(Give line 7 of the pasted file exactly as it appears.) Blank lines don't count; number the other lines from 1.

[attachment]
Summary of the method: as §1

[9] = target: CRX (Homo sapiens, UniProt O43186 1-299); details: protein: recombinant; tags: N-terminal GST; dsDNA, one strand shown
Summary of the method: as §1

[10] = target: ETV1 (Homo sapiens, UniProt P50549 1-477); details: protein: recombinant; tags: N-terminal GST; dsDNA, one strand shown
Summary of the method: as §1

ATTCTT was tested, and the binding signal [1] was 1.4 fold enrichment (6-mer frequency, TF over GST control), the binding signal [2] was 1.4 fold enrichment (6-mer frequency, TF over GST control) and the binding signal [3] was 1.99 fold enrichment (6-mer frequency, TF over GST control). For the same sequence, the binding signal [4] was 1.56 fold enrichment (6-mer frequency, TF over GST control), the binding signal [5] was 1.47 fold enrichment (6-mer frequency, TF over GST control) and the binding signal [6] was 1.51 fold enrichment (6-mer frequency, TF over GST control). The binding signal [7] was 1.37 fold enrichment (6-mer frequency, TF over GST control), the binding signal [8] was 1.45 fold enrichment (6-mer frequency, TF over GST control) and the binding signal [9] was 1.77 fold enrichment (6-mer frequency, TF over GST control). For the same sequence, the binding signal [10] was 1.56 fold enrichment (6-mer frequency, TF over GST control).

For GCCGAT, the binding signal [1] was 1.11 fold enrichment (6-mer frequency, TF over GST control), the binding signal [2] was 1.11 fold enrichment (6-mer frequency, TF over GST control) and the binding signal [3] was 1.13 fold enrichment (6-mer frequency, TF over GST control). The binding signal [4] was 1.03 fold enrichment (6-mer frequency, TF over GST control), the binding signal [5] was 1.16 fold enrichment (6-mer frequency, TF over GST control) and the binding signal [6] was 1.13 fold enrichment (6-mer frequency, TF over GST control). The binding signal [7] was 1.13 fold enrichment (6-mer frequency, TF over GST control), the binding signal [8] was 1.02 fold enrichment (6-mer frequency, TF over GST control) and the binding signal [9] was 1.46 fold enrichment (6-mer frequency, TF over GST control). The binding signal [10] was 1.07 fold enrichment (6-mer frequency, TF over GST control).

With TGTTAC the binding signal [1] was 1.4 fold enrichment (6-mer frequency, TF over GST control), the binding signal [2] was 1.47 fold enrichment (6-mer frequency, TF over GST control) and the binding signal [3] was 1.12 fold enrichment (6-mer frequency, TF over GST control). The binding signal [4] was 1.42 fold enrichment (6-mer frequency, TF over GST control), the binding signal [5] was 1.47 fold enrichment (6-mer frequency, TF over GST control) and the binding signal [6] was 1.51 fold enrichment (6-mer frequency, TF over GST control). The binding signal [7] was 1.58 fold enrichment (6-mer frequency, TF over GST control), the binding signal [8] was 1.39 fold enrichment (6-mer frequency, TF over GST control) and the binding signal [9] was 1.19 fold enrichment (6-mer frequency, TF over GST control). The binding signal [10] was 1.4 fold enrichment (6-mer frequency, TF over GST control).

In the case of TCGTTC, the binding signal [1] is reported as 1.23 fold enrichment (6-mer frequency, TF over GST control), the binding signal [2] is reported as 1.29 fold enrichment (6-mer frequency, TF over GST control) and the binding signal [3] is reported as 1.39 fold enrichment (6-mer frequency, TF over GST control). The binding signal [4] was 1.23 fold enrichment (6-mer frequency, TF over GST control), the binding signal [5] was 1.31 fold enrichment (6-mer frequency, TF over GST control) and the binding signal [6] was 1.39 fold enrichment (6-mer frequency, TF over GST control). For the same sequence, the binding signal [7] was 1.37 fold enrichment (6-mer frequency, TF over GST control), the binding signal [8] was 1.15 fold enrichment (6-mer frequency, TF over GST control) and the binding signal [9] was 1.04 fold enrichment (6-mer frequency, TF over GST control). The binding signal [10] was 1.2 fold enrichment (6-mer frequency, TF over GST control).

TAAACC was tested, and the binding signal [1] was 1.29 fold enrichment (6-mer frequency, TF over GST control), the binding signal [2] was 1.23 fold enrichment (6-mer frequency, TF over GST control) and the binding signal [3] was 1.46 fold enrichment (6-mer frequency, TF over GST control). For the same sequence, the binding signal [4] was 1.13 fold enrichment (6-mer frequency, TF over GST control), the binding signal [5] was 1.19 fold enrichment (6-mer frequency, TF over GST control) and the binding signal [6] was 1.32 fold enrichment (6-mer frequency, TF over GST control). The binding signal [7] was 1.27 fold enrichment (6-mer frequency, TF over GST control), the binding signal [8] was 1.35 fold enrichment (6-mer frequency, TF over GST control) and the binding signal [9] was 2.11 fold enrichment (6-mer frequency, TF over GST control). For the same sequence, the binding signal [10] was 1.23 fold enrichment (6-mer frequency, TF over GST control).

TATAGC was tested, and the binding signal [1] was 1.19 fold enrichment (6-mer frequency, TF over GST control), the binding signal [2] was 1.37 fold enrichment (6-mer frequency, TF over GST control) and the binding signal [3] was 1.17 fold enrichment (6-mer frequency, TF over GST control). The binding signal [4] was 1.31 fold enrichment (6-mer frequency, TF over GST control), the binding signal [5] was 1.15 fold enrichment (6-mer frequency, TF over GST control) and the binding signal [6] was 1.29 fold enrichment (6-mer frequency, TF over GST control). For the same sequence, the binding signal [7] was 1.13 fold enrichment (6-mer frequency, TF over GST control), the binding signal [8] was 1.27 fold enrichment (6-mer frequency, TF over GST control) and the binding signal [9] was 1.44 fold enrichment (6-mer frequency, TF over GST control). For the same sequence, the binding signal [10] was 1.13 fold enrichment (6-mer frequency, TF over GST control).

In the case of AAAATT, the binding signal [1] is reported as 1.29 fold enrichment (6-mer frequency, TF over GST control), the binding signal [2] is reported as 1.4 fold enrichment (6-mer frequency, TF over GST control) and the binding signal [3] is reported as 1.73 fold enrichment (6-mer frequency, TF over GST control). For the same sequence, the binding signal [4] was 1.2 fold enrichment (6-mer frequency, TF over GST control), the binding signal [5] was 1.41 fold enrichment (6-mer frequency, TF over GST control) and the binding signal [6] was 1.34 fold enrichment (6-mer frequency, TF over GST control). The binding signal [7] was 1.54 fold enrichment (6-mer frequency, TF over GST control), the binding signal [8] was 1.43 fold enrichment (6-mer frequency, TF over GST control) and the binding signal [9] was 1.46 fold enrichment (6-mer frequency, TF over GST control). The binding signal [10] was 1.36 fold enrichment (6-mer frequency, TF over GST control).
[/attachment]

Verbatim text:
For GCCGAT, the binding signal [1] was 1.11 fold enrichment (6-mer frequency, TF over GST control), the binding signal [2] was 1.11 fold enrichment (6-mer frequency, TF over GST control) and the binding signal [3] was 1.13 fold enrichment (6-mer frequency, TF over GST control). The binding signal [4] was 1.03 fold enrichment (6-mer frequency, TF over GST control), the binding signal [5] was 1.16 fold enrichment (6-mer frequency, TF over GST control) and the binding signal [6] was 1.13 fold enrichment (6-mer frequency, TF over GST control). The binding signal [7] was 1.13 fold enrichment (6-mer frequency, TF over GST control), the binding signal [8] was 1.02 fold enrichment (6-mer frequency, TF over GST control) and the binding signal [9] was 1.46 fold enrichment (6-mer frequency, TF over GST control). The binding signal [10] was 1.07 fold enrichment (6-mer frequency, TF over GST control).